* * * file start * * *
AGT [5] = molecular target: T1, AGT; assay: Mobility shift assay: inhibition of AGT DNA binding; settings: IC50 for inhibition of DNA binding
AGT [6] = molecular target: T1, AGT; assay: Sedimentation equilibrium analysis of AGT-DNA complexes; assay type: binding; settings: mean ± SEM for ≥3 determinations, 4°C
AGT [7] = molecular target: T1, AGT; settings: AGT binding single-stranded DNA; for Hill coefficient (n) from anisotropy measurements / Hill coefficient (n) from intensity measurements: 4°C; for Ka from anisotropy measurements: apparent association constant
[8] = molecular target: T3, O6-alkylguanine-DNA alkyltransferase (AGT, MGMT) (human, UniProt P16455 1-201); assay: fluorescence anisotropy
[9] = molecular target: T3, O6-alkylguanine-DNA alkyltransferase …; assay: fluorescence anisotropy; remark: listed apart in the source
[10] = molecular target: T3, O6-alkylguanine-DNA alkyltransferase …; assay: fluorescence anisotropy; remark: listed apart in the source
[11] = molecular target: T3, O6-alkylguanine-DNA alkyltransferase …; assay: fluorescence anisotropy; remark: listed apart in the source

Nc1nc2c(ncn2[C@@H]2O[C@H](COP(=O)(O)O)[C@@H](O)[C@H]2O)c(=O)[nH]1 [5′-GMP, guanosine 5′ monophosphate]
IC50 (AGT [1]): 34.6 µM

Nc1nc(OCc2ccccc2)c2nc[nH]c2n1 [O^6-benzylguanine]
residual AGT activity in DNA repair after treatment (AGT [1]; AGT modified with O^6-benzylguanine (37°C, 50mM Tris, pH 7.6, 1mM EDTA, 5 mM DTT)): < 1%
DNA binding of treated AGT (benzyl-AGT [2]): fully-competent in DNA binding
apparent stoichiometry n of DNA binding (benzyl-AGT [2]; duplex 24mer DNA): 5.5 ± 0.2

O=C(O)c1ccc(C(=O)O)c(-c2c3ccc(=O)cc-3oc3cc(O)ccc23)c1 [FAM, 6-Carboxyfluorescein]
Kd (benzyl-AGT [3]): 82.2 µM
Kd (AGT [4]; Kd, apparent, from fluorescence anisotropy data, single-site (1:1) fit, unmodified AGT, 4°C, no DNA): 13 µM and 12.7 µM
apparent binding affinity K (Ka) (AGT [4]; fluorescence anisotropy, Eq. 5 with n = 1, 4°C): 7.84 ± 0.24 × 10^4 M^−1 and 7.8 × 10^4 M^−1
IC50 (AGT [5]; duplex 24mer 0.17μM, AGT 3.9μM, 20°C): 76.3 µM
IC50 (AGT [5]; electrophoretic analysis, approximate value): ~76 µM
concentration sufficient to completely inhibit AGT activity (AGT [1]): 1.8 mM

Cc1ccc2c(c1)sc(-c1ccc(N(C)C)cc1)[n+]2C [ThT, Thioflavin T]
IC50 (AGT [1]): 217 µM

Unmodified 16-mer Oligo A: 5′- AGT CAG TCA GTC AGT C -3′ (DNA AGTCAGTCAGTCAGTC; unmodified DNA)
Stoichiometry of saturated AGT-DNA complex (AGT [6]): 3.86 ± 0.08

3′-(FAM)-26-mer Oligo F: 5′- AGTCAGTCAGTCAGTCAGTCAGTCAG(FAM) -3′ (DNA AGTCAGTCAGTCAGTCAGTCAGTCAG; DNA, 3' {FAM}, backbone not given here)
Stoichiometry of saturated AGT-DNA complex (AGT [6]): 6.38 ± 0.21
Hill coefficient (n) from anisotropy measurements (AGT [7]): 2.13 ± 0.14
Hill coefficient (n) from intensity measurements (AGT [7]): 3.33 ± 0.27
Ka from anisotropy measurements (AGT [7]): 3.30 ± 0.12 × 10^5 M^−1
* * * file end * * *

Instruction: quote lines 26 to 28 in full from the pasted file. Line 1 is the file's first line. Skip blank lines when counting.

Stoichiometry of saturated AGT-DNA complex (AGT [6]): 6.38 ± 0.21
Hill coefficient (n) from anisotropy measurements (AGT [7]): 2.13 ± 0.14
Hill coefficient (n) from intensity measurements (AGT [7]): 3.33 ± 0.27